Significance and Use
This test method provides information on the condition of concrete bridge decks overlaid with asphaltic concrete without necessitating removal of the overlay, or other destructive procedures.
This test method also provides information on the condition of bridge decks without overlays and with portland cement concrete overlays.
A systematic approach to bridge deck rehabilitation requires considerable data on the condition of the decks. In the past, data has been collected using the traditional methods of visual inspection supplemented by physical testing and coring. Such methods have proven to be tedious, expensive, and of limited accuracy. Consequently, GPR provides a mechanism to rapidly survey bridges in an efficient, non-destructive manner.
Information on the condition of asphalt-covered concrete bridge decks is needed to estimate bridge deck condition for maintenance and rehabilitation, to provide cost-effective information necessary for rehabilitation contracts.
GPR is currently the only non-destructive method that can evaluate bridge deck condition on bridge decks containing an asphalt overlay.
1.1 This test method covers several ground penetrating radar (GPR) evaluation procedures that can be used to evaluate the condition of concrete bridge decks overlaid with asphaltic concrete wearing surfaces. These procedures can also be used for bridge decks overlaid with portland cement concrete and for bridge decks without an overlay. Specifically, this test method predicts the presence or absence of concrete or rebar deterioration at or above the level of the top layer of reinforcing bar.
1.2 Deterioration in concrete bridge decks is manifested by the corrosion of embedded reinforcement or the decomposition of concrete, or both. The most serious form of deterioration is that which is caused by corrosion of embedded reinforcement. Corrosion may be initiated by deicing salts, used for snow and ice control in the winter months, penetrating the concrete. In arid climates, the corrosion can be initiated by chloride ions contained in the mix ingredients. Deterioration may also be initiated by the intrusion of water and aggravated by subsequent freeze/thaw cycles causing damage to the concrete and subsequent debonding of the reinforcing steel with the surrounding compromised concrete.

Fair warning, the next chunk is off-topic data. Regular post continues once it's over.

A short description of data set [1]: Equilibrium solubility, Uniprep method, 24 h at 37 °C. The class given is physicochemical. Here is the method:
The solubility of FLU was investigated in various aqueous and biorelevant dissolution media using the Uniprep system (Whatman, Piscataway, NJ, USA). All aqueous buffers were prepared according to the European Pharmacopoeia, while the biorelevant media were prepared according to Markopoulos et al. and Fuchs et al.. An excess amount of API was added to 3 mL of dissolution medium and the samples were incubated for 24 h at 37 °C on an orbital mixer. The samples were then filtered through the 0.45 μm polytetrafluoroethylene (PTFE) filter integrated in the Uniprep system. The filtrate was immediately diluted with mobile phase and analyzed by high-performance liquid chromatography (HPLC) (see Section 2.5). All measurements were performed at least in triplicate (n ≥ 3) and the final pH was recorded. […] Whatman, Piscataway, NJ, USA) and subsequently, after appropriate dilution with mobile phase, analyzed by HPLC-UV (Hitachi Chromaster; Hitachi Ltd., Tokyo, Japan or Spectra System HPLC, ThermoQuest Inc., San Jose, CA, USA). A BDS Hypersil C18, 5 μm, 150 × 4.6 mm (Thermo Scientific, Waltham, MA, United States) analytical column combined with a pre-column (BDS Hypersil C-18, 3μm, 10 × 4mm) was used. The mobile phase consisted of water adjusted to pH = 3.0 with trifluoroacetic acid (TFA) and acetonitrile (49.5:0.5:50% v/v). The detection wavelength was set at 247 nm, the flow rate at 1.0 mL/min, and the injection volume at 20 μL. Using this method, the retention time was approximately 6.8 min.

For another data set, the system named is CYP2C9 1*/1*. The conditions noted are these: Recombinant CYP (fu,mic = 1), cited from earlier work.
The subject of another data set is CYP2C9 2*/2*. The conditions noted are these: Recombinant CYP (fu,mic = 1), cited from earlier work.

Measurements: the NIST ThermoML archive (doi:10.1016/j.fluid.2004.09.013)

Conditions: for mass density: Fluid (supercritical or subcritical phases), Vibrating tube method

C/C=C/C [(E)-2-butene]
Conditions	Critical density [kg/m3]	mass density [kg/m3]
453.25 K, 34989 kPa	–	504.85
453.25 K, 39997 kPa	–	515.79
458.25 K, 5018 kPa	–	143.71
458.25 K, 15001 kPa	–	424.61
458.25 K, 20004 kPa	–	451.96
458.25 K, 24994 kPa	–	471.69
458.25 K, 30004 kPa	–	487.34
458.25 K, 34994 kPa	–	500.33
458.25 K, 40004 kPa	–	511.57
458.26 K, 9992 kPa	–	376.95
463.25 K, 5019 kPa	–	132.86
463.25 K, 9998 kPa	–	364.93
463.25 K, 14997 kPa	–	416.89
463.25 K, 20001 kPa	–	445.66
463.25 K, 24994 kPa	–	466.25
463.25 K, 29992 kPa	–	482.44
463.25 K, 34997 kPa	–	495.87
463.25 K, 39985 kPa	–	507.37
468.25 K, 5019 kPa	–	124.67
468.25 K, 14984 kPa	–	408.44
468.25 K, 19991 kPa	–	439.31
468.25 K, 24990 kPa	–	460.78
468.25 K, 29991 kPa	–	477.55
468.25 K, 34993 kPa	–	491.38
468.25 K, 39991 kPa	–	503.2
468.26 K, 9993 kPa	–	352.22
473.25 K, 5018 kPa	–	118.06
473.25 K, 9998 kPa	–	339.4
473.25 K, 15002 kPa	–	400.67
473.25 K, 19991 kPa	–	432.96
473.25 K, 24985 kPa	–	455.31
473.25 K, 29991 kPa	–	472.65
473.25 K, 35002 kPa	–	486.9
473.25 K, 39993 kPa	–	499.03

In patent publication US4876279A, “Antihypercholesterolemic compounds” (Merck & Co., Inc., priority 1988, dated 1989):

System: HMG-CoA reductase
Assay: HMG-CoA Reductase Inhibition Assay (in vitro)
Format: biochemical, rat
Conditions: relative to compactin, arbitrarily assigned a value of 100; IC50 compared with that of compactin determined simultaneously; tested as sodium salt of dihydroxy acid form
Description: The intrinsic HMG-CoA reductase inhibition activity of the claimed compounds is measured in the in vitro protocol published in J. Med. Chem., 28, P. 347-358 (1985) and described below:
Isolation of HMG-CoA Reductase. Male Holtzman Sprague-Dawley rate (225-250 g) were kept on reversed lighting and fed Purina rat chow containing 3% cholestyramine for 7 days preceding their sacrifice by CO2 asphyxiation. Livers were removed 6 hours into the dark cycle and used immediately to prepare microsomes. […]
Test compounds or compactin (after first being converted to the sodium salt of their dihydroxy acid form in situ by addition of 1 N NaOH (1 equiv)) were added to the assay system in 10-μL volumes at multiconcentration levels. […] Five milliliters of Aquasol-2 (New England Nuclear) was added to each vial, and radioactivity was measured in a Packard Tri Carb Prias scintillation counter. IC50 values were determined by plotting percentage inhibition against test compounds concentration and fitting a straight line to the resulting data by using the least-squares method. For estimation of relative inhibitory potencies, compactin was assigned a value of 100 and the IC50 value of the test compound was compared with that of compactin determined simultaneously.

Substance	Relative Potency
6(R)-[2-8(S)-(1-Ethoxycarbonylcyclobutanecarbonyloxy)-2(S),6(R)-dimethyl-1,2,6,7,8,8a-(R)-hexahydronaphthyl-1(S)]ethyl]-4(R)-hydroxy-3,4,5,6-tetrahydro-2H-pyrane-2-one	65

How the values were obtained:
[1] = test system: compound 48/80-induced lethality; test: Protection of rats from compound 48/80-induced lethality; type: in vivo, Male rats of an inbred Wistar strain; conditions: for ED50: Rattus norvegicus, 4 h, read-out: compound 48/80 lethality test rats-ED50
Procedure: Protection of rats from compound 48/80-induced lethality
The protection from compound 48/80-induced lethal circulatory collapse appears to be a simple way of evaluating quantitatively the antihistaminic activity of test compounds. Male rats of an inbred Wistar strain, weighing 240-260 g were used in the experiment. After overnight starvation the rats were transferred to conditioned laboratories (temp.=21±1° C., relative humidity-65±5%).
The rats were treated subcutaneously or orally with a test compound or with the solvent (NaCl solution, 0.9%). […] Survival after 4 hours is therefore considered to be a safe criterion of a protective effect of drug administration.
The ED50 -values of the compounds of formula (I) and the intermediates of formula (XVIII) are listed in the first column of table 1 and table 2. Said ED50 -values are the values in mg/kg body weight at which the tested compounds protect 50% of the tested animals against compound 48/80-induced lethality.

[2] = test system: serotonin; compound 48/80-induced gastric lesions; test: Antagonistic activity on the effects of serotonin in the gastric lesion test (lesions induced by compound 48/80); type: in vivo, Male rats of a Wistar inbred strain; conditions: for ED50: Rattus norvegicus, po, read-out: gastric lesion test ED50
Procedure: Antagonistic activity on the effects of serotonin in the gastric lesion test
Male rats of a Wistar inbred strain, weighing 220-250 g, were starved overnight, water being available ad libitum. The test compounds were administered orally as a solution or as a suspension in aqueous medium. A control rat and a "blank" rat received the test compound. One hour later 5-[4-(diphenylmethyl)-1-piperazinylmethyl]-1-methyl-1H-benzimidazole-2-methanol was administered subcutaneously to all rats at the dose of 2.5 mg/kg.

1.2.1 As the reinforcing steel corrodes, it expands and creates a crack or subsurface fracture plane in the concrete at or just above the level of the reinforcement. The fracture plane, or delamination, may be localized or may extend over a substantial area, especially if the concrete cover to the reinforcement is small. It is not uncommon for more than one delamination to occur on different planes between the concrete surface and the reinforcing steel. Delaminations are not visible on the concrete surface. However, if repairs are not made, the delaminations progress to open spalls and, with continued corrosion, eventually affect the structural integrity of the deck.
1.2.2 The portion of concrete contaminated with excessive chlorides is generally structurally deficient compared with non-contaminated concrete. Additionally, the chloride-contaminated concrete provides a pathway for the chloride ions to initiate corrosion of the reinforcing steel. It is therefore of particular interest in bridge deck condition investigations to locate not only the areas of active reinforcement corrosion, but also areas of chloride-contaminated and otherwise deteriorated concrete.
1.3 This test method may not be suitable for evaluating bridges with delaminations that are localized over the diameter of the reinforcement, or for those bridges that have cathodic protection (coke breeze as cathode) installed on the bridge or for which a conductive aggregate has been used in the asphalt (that is, blast furnace slag). This is because metals are perfect reflectors of electromagnetic waves, since the wave impedances for metals are zero.
1.4 A precision and bias statement has not been developed at this time. Therefore, this standard should not be used for acceptance or rejection of a material for purchasing purposes.
1.5 The values stated in SI units are to be regarded as the standard. The inch-pound units given in parentheses are for information only.
1.6 This standard does not purport to address all of the safety concerns, if any, associated with its use. It is the responsibility of the user of this standard to establish appropriate safety and health practices and determine the applicability of regulatory limitations prior to use. Specific precautionary statements are given in Section 5.